It’s the inevitable trade-off I’m forever making at film festivals: Do I spend the day discovering new films which look interesting but have an uncertain commercial future? Or do I spend it watching highly buzzed-about films that I know will either be released shortly or will be part of the Oscar discussion before the end of the year?
I decided on the latter at the Toronto Film Festival Monday and was rewarded for my effort, seeing a movie which, I’m convinced, will win the best-picture award next February.
That film is “La La Land,” an original movie musical by Damien Chazelle, whose last film was the Oscar-winning “Whiplash.” Miles Teller had to learn to play drums for that film, and Ryan Gosling learned to dance and play piano (or imitate piano-playing impressively) for this one.
“La La Land” is the most original, most gorgeous and most consistently entertaining (and moving) film I’ve seen this year. Chazelle casts Gosling as a would-be jazz pianist and Emma Stone as an aspiring actress, who meet cute (in a traffic jam) in Los Angeles, then proceed to circle each other until they figure out they have an attraction. Then they become cheerleaders for each other’s aspirations, even as both of their careers rise and fall.
And they sing and dance about it in a swirl of primary colors and cinemascopic backdrops. Chazelle attacks this material with an affection and an energy that is nothing short of prodigious. He has great leads in Gosling (is there anything this guy can’t do?) and Stone, both of whom exercise both their comic and dramatic chops to wonderfully restrained effect, even as they’re hoofing like pros.
A few other names to remember from this film: cinematographer Linus Sandgren, production designer David Wasco and composter Justin Hurwitz – they will all be Oscar contenders (along with everyone else associated with this film, if there’s any justice). There isn’t a weak element in this movie; indeed, there isn’t an element that doesn’t seem ready to outshine the others.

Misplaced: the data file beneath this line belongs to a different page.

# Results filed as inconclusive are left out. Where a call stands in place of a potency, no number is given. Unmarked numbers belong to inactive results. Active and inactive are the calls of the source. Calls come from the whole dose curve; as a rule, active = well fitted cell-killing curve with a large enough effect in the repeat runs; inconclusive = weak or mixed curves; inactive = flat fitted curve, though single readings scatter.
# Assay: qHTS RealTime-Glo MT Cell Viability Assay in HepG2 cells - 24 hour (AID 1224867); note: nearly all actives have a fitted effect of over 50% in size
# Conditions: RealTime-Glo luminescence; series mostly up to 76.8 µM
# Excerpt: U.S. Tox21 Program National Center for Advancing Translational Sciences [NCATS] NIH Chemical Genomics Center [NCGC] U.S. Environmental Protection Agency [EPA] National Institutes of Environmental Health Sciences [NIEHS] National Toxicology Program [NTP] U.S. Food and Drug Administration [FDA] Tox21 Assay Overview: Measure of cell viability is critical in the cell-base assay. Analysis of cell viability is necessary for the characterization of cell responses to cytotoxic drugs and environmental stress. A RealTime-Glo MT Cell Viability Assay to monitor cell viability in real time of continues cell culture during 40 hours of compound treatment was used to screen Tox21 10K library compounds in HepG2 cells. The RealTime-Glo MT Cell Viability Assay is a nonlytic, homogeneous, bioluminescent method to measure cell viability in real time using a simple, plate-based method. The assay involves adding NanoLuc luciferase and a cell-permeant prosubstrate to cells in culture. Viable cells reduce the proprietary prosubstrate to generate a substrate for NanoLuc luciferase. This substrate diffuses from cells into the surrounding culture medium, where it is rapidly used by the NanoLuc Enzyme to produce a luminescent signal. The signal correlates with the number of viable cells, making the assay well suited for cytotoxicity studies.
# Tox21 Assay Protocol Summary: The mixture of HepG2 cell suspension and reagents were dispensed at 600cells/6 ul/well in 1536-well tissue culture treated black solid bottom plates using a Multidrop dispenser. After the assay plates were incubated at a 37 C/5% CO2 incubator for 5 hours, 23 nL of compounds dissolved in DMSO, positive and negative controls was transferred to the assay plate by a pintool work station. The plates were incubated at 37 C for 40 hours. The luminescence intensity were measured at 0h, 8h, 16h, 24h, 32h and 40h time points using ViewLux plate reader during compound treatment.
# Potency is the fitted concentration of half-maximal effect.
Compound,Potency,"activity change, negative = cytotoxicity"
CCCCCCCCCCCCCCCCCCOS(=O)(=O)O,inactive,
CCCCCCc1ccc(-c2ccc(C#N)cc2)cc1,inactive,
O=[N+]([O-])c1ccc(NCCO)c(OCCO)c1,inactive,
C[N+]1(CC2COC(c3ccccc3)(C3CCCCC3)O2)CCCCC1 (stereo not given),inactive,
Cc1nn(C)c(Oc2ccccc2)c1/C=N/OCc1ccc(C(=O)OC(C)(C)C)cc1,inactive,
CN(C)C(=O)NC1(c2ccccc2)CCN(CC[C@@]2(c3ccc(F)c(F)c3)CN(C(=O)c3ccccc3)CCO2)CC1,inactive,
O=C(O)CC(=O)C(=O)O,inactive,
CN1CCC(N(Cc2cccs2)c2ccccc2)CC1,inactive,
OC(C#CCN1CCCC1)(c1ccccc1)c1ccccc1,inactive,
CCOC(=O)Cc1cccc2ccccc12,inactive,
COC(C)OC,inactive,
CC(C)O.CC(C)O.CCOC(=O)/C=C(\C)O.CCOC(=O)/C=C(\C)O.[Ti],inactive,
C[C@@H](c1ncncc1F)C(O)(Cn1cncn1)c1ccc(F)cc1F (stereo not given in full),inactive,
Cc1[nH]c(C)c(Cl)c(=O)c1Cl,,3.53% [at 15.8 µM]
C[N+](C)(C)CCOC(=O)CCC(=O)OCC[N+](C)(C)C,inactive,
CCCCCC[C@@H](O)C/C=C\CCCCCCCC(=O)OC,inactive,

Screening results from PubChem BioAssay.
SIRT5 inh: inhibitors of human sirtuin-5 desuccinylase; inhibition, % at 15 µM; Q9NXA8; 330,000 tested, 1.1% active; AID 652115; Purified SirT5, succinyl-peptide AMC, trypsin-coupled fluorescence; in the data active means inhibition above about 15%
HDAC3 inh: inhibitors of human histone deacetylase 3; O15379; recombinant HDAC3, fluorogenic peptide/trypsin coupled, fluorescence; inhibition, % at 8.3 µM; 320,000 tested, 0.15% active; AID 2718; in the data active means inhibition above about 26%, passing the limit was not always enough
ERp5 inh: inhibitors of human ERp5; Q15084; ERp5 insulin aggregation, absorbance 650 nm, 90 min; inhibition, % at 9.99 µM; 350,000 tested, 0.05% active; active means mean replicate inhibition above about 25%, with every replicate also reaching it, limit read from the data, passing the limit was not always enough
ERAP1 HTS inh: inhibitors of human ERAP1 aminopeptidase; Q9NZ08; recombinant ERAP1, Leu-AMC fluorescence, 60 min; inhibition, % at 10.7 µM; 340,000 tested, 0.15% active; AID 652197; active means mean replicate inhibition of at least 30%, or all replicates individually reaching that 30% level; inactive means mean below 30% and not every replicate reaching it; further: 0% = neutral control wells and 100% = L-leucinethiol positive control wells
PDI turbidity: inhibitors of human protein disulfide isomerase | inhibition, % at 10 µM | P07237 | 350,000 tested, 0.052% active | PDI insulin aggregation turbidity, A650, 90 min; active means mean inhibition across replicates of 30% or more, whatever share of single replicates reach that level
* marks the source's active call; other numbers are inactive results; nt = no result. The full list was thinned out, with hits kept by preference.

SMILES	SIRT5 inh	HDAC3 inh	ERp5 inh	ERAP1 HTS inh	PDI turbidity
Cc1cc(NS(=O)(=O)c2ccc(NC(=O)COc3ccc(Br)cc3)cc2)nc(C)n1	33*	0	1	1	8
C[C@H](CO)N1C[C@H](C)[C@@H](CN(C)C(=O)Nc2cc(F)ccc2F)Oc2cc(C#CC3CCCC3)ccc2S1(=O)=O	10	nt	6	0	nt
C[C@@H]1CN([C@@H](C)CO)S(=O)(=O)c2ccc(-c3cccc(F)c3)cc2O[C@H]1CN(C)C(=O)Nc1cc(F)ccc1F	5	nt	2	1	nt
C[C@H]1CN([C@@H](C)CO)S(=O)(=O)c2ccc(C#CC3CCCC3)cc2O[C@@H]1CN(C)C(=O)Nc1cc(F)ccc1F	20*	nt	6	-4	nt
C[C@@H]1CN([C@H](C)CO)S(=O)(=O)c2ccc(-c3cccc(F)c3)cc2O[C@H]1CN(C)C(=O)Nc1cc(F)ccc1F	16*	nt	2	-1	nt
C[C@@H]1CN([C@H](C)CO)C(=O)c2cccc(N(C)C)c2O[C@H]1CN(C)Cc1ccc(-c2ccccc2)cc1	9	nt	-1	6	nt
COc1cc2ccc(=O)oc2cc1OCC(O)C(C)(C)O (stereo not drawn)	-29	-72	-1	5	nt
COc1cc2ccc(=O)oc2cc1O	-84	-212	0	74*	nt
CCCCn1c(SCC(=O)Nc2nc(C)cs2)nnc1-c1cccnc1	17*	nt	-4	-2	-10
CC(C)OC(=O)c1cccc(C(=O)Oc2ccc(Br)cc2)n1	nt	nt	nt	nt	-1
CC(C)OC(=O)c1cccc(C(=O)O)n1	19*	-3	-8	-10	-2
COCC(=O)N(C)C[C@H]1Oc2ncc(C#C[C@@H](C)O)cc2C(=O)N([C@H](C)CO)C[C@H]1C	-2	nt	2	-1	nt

It is, in short, a movie that will make you laugh, cry, tap your toes and, in the end, stomp your feet and cheer. It may have made my whole week.
I was almost as excited about “Denial,” a film about the true story of historian Deborah Lipstadt (Rachel Weisz), an American sued for libel in British courts by David Irving (Timothy Spall), a British Holocaust denier who accused her of defamation. Because England has a presumption of guilt (rather than one of innocence), Lipstadt must prove that the Holocaust happened and that Irving was, in fact, lying when he claimed it never occurred.
Written by David Hare, the film soars because of two factors: strong acting and strong writing. The cast – Weisz and Spall are joined by Tom Wilkinson and Andrew Scott as the leaders of her legal team – bring spark and energy to the material, not an easy task.
But it is made easier by Hare’s script; he takes rather dry, technical material – both historical and legal – and turns it into suspenseful, compelling drama. Hare’s script never skimps on ideas and details, yet finds a way to make a thrilling courtroom drama out of an argument about history. Wilkinson is particularly good, while Weisz captures the brash, impulsive American’s energy and her frustration at not being able to speak for herself in a British court.